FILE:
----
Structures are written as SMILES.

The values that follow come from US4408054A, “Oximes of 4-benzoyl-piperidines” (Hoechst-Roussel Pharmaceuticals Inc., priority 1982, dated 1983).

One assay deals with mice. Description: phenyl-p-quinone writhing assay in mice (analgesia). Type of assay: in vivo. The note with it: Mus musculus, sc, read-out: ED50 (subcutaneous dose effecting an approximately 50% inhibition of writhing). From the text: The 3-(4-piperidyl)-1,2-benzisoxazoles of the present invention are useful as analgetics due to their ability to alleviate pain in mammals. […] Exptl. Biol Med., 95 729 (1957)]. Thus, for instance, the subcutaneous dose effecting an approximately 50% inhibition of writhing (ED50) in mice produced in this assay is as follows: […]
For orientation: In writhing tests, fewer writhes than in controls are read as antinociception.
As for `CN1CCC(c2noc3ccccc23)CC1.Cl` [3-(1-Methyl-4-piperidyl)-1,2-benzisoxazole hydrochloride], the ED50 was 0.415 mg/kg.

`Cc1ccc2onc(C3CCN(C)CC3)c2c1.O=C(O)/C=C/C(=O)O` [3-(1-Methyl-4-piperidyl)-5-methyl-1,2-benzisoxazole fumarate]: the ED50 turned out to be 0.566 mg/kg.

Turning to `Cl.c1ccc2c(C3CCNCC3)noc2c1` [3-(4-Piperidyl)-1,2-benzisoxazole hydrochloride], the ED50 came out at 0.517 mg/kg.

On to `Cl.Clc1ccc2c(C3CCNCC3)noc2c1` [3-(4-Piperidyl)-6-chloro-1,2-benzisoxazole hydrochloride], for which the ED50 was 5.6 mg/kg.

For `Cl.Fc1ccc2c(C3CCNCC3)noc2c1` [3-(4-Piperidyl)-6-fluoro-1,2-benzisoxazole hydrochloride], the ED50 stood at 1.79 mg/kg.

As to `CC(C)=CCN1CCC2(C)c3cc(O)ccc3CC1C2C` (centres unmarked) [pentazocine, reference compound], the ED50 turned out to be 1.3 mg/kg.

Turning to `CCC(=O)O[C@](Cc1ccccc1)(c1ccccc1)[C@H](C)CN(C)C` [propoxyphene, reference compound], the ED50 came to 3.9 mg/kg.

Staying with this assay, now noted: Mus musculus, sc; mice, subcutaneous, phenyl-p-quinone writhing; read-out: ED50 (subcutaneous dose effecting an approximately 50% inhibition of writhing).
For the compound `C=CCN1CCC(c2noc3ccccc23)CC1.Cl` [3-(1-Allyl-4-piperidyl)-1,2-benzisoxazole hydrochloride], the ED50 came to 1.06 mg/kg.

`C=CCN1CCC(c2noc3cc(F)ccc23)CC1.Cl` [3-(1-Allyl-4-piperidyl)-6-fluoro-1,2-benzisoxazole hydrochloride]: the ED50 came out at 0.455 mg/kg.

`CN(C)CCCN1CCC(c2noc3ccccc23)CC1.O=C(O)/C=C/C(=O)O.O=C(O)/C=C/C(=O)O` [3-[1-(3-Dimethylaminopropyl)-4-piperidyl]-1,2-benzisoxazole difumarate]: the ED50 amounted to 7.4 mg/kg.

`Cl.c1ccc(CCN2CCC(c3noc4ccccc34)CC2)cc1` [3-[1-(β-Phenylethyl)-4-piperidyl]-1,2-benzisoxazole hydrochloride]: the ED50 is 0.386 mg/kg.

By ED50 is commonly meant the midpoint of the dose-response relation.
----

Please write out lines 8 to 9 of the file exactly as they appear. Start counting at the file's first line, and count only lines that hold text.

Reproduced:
On to `Cl.Clc1ccc2c(C3CCNCC3)noc2c1` [3-(4-Piperidyl)-6-chloro-1,2-benzisoxazole hydrochloride], for which the ED50 was 5.6 mg/kg.

For `Cl.Fc1ccc2c(C3CCNCC3)noc2c1` [3-(4-Piperidyl)-6-fluoro-1,2-benzisoxazole hydrochloride], the ED50 stood at 1.79 mg/kg.